Patrick Schrauwen

Patrick Schrauwen Patrick Schrauwen, Professor of Metabolic Aspects of Type 2 Diabetes Mellitus, was born on April 4th 1971 in Hoogerheide, The Netherlands. He started his study health sciences in 1989, with speciality movement sciences at the Maastricht University, where he graduated in 1994. In the same year, he started his PhD at the department of Human Biology of the Maastricht University.

In 1997 he received a travel grant from the Netherlands Organisation for Scientific Research (NWO) for an eight months visit at the National Institutes of Health (NIH) in Phoenix (USA), to study molecular and genetic aspects of obesity and type 2 diabetes mellitus, under supervision of Prof. Dr. Eric Ravussin. In 1998 Prof. Dr. Schrauwen received his PhD at the Maastricht University for his thesis "Determinants of energy and substrate metabolism" for which he was awarded with the "NWO-Foppe ten Hoor Young investigator award" in 1998. In 1999 he was appointed a post-doc fellowship by NWO to examine the role of uncoupling proteins in human energy and substrate metabolism. For this work he won the Young Investigators Award for clinical science from the European Association for the Study of Obesity in 2001. In 2006 he won the 'Silver Medal Award' of the ‘Nutrition Society’, which is awarded annually since 1991 to researchers below 40 years for scientific achievements in the field of nutrition, and in 2008 he received the ‘Rising Star Award’ from the European Association for the Study of Diabetes (EASD). Prof. Schrauwen is associate editor of the journals ‘Applied Physiology, Nutrition and Metabolism' and 'Nutrition and Diabetes'.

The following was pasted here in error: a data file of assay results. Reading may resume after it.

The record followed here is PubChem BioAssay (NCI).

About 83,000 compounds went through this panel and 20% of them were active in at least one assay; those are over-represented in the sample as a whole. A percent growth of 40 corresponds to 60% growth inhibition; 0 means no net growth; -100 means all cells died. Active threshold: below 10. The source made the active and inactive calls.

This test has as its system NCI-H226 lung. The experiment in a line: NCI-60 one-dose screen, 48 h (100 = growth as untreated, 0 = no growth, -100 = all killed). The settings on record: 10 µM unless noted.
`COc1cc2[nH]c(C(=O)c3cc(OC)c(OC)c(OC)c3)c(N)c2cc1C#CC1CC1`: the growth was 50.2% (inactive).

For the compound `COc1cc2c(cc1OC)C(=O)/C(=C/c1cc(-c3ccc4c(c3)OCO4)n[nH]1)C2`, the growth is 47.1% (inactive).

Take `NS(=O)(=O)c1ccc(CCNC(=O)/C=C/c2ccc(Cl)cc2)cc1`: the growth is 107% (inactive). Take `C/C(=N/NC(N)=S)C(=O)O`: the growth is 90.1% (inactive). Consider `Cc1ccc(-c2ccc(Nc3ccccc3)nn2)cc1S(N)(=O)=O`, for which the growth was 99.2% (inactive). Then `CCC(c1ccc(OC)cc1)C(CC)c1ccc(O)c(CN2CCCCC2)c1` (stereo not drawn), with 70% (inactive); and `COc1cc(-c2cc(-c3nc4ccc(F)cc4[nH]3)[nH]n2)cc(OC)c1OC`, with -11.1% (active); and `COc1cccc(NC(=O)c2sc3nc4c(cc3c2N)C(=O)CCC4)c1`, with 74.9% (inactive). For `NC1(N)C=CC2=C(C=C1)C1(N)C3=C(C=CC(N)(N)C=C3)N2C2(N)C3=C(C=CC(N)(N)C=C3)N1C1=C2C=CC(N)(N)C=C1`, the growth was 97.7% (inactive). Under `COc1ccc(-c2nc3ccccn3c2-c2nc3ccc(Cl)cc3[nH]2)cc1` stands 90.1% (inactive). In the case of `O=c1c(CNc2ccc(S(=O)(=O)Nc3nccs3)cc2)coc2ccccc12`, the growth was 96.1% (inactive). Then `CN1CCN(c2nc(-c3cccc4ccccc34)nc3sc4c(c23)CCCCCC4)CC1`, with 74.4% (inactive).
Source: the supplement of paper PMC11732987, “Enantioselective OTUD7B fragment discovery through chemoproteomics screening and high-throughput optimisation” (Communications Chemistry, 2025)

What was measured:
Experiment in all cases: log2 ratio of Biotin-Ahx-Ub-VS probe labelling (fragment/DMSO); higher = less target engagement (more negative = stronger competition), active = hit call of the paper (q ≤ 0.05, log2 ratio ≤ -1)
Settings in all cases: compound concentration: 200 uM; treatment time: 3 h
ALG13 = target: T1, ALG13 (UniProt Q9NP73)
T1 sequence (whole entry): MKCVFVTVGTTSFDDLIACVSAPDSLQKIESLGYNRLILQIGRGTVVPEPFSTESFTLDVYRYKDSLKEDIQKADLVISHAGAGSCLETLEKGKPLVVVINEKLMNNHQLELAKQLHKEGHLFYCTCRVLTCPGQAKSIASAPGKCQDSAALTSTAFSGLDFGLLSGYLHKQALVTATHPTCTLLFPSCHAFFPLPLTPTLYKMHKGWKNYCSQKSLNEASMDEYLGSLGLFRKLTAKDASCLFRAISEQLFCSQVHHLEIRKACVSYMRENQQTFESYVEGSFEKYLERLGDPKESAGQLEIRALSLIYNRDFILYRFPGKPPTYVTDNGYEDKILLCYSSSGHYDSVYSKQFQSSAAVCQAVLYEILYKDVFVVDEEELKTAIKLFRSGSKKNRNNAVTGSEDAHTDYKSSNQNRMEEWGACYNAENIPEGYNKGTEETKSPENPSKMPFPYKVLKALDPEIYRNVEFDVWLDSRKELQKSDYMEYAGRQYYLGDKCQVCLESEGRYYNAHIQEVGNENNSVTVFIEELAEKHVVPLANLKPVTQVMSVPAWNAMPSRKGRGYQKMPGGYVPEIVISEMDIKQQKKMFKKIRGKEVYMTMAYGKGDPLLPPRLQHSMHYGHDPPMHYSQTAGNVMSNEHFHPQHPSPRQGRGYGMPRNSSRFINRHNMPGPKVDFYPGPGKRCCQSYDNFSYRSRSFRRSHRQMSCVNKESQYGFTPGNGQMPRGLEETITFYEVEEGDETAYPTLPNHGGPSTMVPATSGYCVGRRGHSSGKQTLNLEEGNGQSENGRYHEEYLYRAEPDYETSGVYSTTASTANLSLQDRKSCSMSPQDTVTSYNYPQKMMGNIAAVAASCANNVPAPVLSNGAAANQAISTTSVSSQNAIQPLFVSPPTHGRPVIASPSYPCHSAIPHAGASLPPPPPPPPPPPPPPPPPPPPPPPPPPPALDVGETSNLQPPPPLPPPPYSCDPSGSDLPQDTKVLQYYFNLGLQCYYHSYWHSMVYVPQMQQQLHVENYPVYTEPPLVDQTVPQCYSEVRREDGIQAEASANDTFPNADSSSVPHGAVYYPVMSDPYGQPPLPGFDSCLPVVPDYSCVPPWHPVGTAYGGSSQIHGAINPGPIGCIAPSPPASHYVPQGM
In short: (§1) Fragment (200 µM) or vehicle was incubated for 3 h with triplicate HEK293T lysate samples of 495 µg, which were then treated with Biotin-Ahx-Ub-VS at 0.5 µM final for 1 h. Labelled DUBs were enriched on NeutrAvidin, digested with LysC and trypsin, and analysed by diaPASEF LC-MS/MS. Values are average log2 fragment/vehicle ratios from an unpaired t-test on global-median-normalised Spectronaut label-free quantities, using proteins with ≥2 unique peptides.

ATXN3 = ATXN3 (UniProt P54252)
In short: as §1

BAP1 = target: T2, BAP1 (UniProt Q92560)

In 2008 Prof. Schrauwen received the prestigious VICI-fellowship from the Netherlands Organisation for Scientific Research (NWO/ZonMW). His main fields of interest in research concern muscular insulin resistance, lipotoxicity and mitochondrial dysfunction with special emphasis on type 2 diabetes mellitus.

The research team supervised by Prof. Schrauwen investigates whole-body, tissue and cellular physiology. To this end, molecular, genetic and whole-body techniques are used in both rodent and human models. In collaboration with the department of Radiology of the Maastricht University Hospital, Prof. Schrauwen applies non-invasive magnetic resonance spectroscopy to investigate in vivo mitochondrial function and lipid accumulation in muscle, liver and heart.